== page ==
Recent reports suggest an unprecedented wave of unrest among North Korean workers stationed in China, indicating a rare pushback against the stringent control typically exerted by Pyongyang over its citizens abroad. South Korea's intelligence agency and researchers, including defectors with intimate knowledge of North Korea's operations, have highlighted incidents of protests and dissatisfaction among these workers, attributed to unpaid wages and the prolonged impact of pandemic-induced lockdowns, as reported by Reuters.
In a striking departure from the norm, as many as 3,000 North Korean laborers, associated with a military-linked trading company, reportedly staged protests last month in China, expressing their discontent over years of withheld earnings. Such large-scale expressions of dissent are virtually unheard of among North Korean nationals, given the state's rigorous suppression of any form of public dissent, which can carry severe repercussions.
The root of the unrest seems to stem from a complex interplay of international sanctions, COVID-19 border restrictions, and the North Korean regime's exploitative labor practices. According to the 2023 U.S. State Department Trafficking in Persons Report, North Korea seizes up to 90% of overseas workers' wages, a policy that often results in "conditions amounting to forced labor." The pandemic has exacerbated these issues, trapping workers in China and preventing them from returning home, thereby amplifying their grievances.
Cho Han-bum, a senior researcher at the Korea Institute for National Unification (KINU), highlighted a specific instance where workers at over ten textile factories in Helong, a city near the China-North Korea border, engaged in violent protests over approximately $10 million in unpaid wages accumulated over four to seven years. The situation escalated to the point where North Korean officials had to intervene, paying several months' worth of salaries to quell the dispute.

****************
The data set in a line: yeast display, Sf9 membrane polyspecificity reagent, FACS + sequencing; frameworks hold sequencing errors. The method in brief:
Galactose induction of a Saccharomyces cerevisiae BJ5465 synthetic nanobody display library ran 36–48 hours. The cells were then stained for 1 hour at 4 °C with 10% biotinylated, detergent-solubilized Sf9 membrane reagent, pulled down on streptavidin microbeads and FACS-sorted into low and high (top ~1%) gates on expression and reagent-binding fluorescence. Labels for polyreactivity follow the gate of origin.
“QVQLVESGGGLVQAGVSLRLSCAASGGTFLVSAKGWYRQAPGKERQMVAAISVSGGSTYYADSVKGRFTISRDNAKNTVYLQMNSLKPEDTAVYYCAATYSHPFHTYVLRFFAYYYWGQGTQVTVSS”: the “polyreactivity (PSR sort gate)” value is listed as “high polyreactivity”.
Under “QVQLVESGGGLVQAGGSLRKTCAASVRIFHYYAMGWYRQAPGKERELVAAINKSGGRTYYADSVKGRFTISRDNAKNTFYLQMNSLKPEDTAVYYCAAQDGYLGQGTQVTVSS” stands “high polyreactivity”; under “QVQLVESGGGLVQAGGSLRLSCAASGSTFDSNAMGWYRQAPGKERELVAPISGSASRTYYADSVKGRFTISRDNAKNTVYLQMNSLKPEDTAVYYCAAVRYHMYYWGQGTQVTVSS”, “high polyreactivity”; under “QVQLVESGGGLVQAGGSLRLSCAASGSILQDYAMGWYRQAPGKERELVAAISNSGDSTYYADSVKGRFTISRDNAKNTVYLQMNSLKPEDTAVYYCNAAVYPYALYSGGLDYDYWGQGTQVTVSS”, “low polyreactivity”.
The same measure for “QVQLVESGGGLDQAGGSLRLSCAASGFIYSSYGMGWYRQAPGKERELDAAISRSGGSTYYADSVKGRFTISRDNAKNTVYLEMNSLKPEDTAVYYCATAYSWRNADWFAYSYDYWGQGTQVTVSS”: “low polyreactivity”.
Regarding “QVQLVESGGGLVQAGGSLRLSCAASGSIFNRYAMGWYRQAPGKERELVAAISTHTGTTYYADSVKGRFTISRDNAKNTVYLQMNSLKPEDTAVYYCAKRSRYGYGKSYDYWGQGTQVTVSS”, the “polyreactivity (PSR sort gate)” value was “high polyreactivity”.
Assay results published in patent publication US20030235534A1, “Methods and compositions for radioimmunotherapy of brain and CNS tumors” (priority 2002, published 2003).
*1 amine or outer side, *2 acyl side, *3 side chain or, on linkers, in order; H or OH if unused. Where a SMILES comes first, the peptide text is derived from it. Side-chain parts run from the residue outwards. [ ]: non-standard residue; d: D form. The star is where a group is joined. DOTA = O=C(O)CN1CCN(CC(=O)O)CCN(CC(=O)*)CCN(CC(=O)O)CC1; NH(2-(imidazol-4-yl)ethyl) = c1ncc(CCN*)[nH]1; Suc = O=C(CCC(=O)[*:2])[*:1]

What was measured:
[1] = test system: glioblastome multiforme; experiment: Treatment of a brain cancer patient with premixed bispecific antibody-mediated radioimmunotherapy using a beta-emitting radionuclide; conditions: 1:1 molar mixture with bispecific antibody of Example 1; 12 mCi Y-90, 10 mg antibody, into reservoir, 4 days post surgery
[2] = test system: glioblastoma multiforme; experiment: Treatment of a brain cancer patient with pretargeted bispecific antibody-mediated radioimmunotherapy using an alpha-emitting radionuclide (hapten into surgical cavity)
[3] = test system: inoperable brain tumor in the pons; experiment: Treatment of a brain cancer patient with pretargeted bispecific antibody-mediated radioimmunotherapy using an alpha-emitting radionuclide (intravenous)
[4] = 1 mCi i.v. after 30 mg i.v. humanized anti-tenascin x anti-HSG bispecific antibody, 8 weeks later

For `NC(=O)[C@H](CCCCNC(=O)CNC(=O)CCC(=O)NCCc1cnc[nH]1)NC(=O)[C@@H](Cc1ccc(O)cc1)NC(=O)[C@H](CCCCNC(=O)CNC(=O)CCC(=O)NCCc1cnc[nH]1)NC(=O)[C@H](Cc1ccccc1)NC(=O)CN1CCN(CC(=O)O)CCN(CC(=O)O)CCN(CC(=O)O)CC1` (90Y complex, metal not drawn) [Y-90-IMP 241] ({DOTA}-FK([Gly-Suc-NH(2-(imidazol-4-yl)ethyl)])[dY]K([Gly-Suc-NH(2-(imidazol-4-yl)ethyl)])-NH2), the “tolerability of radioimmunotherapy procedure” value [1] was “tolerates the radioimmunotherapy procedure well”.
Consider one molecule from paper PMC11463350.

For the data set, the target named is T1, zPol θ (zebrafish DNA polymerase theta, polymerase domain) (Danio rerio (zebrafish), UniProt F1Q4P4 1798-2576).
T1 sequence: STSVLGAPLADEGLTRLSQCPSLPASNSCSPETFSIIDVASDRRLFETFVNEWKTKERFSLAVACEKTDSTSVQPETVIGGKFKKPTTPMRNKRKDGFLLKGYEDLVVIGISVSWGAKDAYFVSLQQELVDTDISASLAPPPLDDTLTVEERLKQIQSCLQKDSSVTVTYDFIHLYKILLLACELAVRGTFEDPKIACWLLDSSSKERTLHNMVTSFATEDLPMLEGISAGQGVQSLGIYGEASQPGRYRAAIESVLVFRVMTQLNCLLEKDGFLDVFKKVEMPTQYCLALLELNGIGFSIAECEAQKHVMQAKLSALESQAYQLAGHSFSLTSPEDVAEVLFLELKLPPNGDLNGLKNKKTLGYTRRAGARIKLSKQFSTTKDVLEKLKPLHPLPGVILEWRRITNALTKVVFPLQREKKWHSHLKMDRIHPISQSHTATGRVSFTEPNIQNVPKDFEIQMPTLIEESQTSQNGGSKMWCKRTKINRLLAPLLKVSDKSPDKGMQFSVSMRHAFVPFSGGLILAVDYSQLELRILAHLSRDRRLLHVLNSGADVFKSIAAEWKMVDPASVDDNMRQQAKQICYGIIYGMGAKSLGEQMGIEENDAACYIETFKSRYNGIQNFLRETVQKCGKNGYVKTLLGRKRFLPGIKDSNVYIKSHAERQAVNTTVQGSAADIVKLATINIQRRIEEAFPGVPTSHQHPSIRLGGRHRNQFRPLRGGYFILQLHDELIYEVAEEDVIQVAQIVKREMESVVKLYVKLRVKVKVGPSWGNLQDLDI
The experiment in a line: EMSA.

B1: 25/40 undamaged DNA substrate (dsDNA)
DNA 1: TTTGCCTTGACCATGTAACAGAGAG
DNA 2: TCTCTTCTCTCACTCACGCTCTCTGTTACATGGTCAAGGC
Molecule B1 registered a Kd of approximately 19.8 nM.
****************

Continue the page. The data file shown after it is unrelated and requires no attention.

This unrest coincides with a 2017 U.N. Security Council resolution, supported by China, demanding the repatriation of all North Korean workers by December 2019 to curb the flow of foreign currency into North Korea's sanctioned nuclear and ballistic missile programs. Despite these directives, significant numbers of North Korean workers remain in China, contributing to a secretive yet crucial source of income for the cash-strapped regime in Pyongyang.
The incidents in China reflect a broader pattern of exploitation and desperation among North Korean workers abroad, many of whom have been cut off from their homeland due to stringent COVID-19 border closures. Reports from defectors and individuals familiar with the situation paint a grim picture of life for these workers, who endure grueling conditions with the promise of wages that are often withheld or significantly reduced.
The international community, particularly South Korea and the United States, is closely monitoring these developments, which pose a diplomatic challenge for China. Beijing finds itself in a precarious position, needing to balance its enforcement of U.N. sanctions with its strategic relationship with North Korea. As the border begins to reopen, the fate of these workers remains uncertain, with Pyongyang keen on keeping them abroad to continue funneling money into the regime, despite growing discontent and the potential for further unrest.